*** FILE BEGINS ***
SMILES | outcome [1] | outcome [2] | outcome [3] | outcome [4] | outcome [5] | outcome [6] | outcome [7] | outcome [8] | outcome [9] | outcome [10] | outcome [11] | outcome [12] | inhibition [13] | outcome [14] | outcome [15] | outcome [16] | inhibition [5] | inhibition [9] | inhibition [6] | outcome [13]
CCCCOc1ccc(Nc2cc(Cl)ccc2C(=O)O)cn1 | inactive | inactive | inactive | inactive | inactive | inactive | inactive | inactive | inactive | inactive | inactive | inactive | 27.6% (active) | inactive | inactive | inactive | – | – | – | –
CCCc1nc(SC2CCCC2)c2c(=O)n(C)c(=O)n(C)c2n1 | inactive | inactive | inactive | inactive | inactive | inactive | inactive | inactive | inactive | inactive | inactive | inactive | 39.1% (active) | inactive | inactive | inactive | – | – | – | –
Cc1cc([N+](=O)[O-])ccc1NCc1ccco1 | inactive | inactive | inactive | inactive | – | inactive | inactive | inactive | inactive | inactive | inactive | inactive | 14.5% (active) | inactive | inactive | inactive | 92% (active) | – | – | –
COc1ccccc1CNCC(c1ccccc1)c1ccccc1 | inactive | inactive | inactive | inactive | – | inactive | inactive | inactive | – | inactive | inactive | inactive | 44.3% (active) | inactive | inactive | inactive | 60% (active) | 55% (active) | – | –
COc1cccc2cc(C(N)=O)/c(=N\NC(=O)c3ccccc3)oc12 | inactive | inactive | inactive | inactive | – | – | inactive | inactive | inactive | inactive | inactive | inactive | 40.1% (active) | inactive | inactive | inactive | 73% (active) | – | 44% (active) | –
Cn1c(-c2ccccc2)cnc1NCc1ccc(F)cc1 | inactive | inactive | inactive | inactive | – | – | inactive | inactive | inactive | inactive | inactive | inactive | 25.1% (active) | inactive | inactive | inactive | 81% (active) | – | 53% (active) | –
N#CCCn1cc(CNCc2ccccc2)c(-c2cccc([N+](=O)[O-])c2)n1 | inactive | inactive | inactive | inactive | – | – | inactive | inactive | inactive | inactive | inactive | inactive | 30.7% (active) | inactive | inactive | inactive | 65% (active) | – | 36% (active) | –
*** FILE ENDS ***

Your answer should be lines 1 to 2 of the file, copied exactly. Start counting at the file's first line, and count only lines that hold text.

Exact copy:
SMILES | outcome [1] | outcome [2] | outcome [3] | outcome [4] | outcome [5] | outcome [6] | outcome [7] | outcome [8] | outcome [9] | outcome [10] | outcome [11] | outcome [12] | inhibition [13] | outcome [14] | outcome [15] | outcome [16] | inhibition [5] | inhibition [9] | inhibition [6] | outcome [13]
CCCCOc1ccc(Nc2cc(Cl)ccc2C(=O)O)cn1 | inactive | inactive | inactive | inactive | inactive | inactive | inactive | inactive | inactive | inactive | inactive | inactive | 27.6% (active) | inactive | inactive | inactive | – | – | – | –